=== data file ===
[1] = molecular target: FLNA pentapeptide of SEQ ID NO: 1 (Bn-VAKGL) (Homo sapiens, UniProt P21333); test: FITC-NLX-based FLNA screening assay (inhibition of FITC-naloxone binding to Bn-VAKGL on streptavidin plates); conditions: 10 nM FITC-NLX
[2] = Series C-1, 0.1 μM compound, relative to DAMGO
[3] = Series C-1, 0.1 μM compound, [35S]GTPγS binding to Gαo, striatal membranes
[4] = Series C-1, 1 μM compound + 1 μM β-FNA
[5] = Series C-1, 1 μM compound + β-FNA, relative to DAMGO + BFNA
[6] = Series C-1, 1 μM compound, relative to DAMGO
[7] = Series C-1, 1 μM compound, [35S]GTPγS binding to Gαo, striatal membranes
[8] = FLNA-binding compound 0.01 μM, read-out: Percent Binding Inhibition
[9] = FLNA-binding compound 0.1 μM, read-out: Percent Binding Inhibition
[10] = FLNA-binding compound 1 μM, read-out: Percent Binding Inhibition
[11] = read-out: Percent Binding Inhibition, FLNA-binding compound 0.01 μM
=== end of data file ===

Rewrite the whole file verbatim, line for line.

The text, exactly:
[1] = molecular target: FLNA pentapeptide of SEQ ID NO: 1 (Bn-VAKGL) (Homo sapiens, UniProt P21333); test: FITC-NLX-based FLNA screening assay (inhibition of FITC-naloxone binding to Bn-VAKGL on streptavidin plates); conditions: 10 nM FITC-NLX
[2] = Series C-1, 0.1 μM compound, relative to DAMGO
[3] = Series C-1, 0.1 μM compound, [35S]GTPγS binding to Gαo, striatal membranes
[4] = Series C-1, 1 μM compound + 1 μM β-FNA
[5] = Series C-1, 1 μM compound + β-FNA, relative to DAMGO + BFNA
[6] = Series C-1, 1 μM compound, relative to DAMGO
[7] = Series C-1, 1 μM compound, [35S]GTPγS binding to Gαo, striatal membranes
[8] = FLNA-binding compound 0.01 μM, read-out: Percent Binding Inhibition
[9] = FLNA-binding compound 0.1 μM, read-out: Percent Binding Inhibition
[10] = FLNA-binding compound 1 μM, read-out: Percent Binding Inhibition
[11] = read-out: Percent Binding Inhibition, FLNA-binding compound 0.01 μM